In contrast to this ‘cyber paranoia’, Thomas Rid at King’s College London believes that although there have been numerous cyber attacks, there has not yet been a cyber war. There has not been one at present and neither is it possible that one will occur in future. This is because one form of aggressive action must satisfy a number of conditions before it constitutes an act of war. According to Carl von Clausewitz’s definition, war must be violent, instrumental and political or, that is to say, any act of war must be potentially fatal, instrumental and political. However, among cyber attacks that have already taken place, regardless of the scale, none have satisfied these conditions and thus cannot be said to constitute an act of war. In contrast, all past and present political cyber attacks can be attributed to three relatively complex forms of activity, which are as old as warfare itself: subversion, espionage and sabotage.

  1. Factors influencing the definition of ‘cyber warfare’

Faced with a lack of consensus on the concept of cyber warfare, it is beneficial for an accurate definition and understanding of the issue by clarifying the parameters of the term, including attackers and targets, and objectives and consequences.

1. Attackers and targets

Put simply, attackers can be divided into three levels of actors: individuals, groups and states. These can be configured in six pairs as: individual-individual, individual-group, individual-state, group-group, group-state and state-state. In terms of these configurations, it is only the state-state attacks that can be described as acts of war, whereas it would be very hard to describe attacks among the other five pairs in this way. Of course, if an individual or group is authorised or instructed by a state, this could also constitute an act of war. However, because of the unique nature of cyberspace per se, it is difficult to trace the origins of an attack. Therefore, it is very hard to identify the attacker, and to infer whether cyber warfare does actually exist.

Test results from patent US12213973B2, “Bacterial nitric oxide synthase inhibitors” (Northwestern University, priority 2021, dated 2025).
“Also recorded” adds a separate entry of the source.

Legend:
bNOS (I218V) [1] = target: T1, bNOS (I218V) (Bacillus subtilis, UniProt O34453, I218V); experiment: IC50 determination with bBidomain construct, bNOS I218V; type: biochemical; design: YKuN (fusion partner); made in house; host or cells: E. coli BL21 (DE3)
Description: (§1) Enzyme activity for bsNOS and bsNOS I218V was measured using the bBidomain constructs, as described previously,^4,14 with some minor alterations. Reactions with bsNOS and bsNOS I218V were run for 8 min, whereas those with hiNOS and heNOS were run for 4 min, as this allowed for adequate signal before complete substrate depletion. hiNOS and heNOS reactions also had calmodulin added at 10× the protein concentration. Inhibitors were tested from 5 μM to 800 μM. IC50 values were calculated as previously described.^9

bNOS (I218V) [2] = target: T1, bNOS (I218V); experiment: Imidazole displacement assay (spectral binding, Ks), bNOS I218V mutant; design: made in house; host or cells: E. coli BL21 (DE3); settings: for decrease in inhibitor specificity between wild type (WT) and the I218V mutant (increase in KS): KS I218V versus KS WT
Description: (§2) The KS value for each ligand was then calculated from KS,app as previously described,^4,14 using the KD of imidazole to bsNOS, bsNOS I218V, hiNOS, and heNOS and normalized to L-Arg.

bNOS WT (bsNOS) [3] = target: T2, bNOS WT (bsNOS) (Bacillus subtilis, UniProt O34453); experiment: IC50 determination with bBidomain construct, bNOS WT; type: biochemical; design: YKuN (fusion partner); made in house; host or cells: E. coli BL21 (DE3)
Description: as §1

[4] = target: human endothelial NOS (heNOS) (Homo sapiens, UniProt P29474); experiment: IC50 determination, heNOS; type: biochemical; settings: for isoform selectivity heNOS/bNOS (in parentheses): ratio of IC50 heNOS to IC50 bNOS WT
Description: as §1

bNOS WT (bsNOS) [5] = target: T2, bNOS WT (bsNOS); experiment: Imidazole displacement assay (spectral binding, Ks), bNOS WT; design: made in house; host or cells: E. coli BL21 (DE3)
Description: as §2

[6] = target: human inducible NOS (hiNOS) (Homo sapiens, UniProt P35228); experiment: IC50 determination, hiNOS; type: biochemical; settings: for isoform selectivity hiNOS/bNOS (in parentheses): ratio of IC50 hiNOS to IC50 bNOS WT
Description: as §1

In terms of attackers’ targets, these often include: computer operating systems and software and hardware; soft resources and computer information such as personal information, corporate secrets and intellectual property; and critical infrastructures such as banking system, airlines, communications, dams and power stations. These targets may be individual, group or state assets, of different levels and of different value. Therefore, it is very difficult to determine the existence of cyber warfare from just one factor/criterion. This is also a Gordian knot in defining cyber warfare from the perspective of attacker or target.

2. Objectives and consequences of cyber attacks

Just as with the different types of cyber activity, there is a huge variety of objectives of cyber attacks. Some attacks are purely borne out of the attackers’ interest and curiosity, or to demonstrate their computer talents and abilities – the majority of early ‘hacking’ falls into this category. Some attacks are to gather corporate secrets, gain economic advantage or perpetrate online fraud. Some are for sabotage, including: corrupting or deleting information from a target computer, corrupting or paralyzing the target computer’s software and operating system or corrupting the computer’s hardware or information infrastructure. Of course, some cyber attacks are also intended to launch cyber warfare, in both its limited and unlimited forms.

Related to this, attacks with different objectives will also bring about different consequences, including: of personal and commercial information, theft of intellectual property rights, sabotage of computer hard- and software, corruption of computer’s operating system, destruction of key information infrastructure or even human casualties. Apart from the latter, i.e. human casualties, all of these other consequences have occurred, but it is very difficult to see them as constituting cyber warfare. Even if attacks result in casualties, these still have to be differentiated according to whether they were caused directly or indirectly. These factors all influence the decision as to whether cyber warfare has already taken place or whether it even exists.

Simply put, when analysing and evaluating the nature of cyber incidents, one must take an overview of the above mentioned factors in a comprehensive manner. One must make an objective analysis of the specific situation, including the originator and victim of the attack, and the objectives, as well as possible consequences. We should not exaggerate or overlook facts, and should avoid oversimplifying cyber warfare by lumping all cyber attacks together under the rubric of ‘acts of war’.